Restoring Receptor Sensitivity
By Ward Dean, MD
Introduction: The central element in the Neuroendocrine Theory of Aging, as promulgated by Prof. Vladimir Dilman, is the progressive loss of sensitivity to feedback inhibition by hormones and neurotransmitters. (1-3) This loss of central (hypothalamic) and peripheral receptor sensitivity causes a progressive shifting of homeostasis throughout the lifespan, causing hormonal and metabolic shifts that result in aging and the diseases of aging. This theory suggests a number of potential means to delay aging and restore a more youthful internal milieu (roughly translated, internal physiology.) Dilman believed the most effective approach would be to restore hypothalamic and peripheral receptor sensitivity to more youthful levels. Accomplishing this feat would literally rejuvenate the various homeostats (adaptive, energy, reproductive, and immune), delay aging, and prolong the life span.
The first part of Chapter Seven expanded the concept of restoring receptor sensitivity (receptor upregulation), discussing causes of loss of receptor sensitivity (receptor downregulation), and presenting evidence of the receptor-sensitizing effects of Metformin, Aminoguanadine/ Goats Rue, and DHEA. In the second part some causes of receptor loss (alteration of neurotransmitter levels) and approaches to restoring neurotransmitter levels to normal were suggested. These included: neurotransmitter precursors like tyrosine, phenylalanine, GABA, L-dopa, tryptophan and 5-HTP; monoamine oxidase inhibitors (MAOI) like deprenyl and St. Johns Wort; hormones like melatonin and the polypeptide-free pineal extract, Epithalamin™, and Epithalamins active component, Epithalon™, and the neuropeptide vasopressin (and vasopressin-containing posterior pituitary powder).
This installment will review a number of other substances that are also postulated as cell receptor sensitizers, which all may find a prominent place in a comprehensive anti-aging program.
The calcium salt of 2-aminoethanol phosphate (Ca-2-AEP) has been known as vitamin MI in German literature. Ca-2-AEP is an essential factor for cell membrane integrity and cell sensitivity. It binds fatty acids and electrolytes to the cell membrane structure that generates the cells electrical charge. Studies over the last 30 years have shown that Ca-2-AEP is essential for neurotransmission, nerve impulse generation, and muscular contractions. Ca-2-AEP also acts as a cell membrane sealer and protector, and increases the activity of various neurotransmitters (i.e., improves receptor sensitivity). Deficiencies of 2-AEP have been implicated in various degenerative disorders, including multiple sclerosis, diabetes, osteoporosis, lung diseases, and cellular aging. (4) There are no studies that I know of which demonstrate the effects of Ca-AEP on receptors. However, because of its benefits to cellular membranes, and the wide-ranging benefits attributed to it, I think Ca-AEP may obviously improve cellular membrane signaling and receptor sensitivity.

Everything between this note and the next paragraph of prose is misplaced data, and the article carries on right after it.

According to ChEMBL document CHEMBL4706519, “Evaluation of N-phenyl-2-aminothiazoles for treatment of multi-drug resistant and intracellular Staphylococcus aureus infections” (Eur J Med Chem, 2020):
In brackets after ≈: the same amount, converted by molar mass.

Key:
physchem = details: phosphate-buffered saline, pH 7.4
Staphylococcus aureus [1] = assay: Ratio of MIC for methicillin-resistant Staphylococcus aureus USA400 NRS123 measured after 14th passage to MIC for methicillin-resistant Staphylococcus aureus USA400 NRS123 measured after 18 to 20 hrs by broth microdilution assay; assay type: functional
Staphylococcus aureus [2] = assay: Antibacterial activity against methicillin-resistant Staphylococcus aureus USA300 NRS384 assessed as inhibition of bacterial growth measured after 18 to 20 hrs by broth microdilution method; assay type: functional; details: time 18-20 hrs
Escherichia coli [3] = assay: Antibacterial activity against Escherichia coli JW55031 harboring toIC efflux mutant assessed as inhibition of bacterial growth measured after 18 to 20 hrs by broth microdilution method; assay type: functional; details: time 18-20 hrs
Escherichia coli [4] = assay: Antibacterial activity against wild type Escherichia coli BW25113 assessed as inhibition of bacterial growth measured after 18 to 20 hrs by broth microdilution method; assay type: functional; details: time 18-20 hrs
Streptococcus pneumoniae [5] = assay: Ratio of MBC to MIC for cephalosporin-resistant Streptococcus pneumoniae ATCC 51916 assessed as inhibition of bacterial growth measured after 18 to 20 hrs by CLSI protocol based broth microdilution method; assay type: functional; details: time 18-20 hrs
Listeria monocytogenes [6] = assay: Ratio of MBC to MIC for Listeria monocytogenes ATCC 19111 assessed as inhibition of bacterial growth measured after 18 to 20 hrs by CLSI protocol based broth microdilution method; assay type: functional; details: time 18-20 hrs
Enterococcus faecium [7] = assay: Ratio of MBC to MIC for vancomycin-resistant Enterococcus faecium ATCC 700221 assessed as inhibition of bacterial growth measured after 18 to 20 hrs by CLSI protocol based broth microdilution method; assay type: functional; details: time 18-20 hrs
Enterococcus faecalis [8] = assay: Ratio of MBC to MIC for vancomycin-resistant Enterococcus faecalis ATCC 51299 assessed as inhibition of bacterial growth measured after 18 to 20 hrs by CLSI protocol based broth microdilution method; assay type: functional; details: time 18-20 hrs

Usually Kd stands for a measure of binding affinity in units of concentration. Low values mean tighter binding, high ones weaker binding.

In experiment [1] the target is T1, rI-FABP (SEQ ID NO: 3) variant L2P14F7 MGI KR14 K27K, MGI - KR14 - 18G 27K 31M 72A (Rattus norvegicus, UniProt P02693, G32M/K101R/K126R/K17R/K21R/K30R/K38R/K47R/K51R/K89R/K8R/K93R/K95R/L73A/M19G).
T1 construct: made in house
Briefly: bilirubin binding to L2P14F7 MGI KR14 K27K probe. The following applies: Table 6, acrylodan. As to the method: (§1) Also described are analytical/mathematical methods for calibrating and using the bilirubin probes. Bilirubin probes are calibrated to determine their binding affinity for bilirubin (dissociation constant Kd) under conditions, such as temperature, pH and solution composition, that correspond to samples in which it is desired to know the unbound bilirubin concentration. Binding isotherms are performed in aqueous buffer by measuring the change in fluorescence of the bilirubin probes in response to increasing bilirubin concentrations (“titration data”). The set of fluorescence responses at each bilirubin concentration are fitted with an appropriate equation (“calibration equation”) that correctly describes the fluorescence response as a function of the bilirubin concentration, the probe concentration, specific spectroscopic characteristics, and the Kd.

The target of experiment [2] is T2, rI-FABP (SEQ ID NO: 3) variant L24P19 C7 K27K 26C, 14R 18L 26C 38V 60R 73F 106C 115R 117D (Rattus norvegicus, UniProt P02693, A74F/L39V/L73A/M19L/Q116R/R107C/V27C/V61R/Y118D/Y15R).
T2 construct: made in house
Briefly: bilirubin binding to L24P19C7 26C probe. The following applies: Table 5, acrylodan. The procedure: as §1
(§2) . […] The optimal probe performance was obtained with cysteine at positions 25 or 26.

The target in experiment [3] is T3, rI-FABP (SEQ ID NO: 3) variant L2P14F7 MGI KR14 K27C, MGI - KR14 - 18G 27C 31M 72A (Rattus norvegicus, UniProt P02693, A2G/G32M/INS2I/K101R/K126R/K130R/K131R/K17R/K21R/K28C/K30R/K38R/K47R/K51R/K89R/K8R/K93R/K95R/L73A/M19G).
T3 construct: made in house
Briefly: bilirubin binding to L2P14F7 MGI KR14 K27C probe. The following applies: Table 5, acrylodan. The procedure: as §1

Blueberries, Spinach, Strawberries
Scientists from the US Dept. of Agriculture, Tufts University, studied the effects of dietary supplements of strawberries, spinach or blueberries on age-related deficits in old (19 months) rats. (5,6) The scientists found that these supplements enhanced cognitive behavior, signal transduction (transmittal of a neurotransmitter or hormonal signal), psychomotor performance, and muscarinic receptor sensitivity (muscarinic receptors are responsible for some of the stimulatory actions of acetylcholine on smooth muscles and glands).
The scientists concluded that dietary supplements with fruit or vegetable extracts that are high in phytonutrient antioxidants can actually reverse some of the age-relatedneuronal/behavioral dysfunctions. The blueberry-supplemented animals showed the greatest increases in several sophisticated tests of neurotransmitter receptor sensitivity. These analytical tests of receptor-sensitivity included carbachol-stimulated GTPase activity (Fig. 1), oxotremorine-enhanced release of dopamine (Fig. 2), and rod walking (a
test of psychomotor performance) (Fig. 3). (5) The scientists found that the greatest age-related reversals and neurotransmitter receptor sensitivity improvement were caused by blueberries, followed by spinach and strawberries.
Dilman recommended the Dexamethasone Suppression Test (DST) as a biomarker for determining the biological age of the adaptive homeostat. The DST is shown, in most studies, to become worse with age. In a study of women undergoing gynecologic surgery, Dilman showed that the bodys response to surgical stress is greater and more prolonged as age increases (Fig. 4). He also found that those who had the better responses to the long DST had more rapid recoveries and fewer complications from surgery.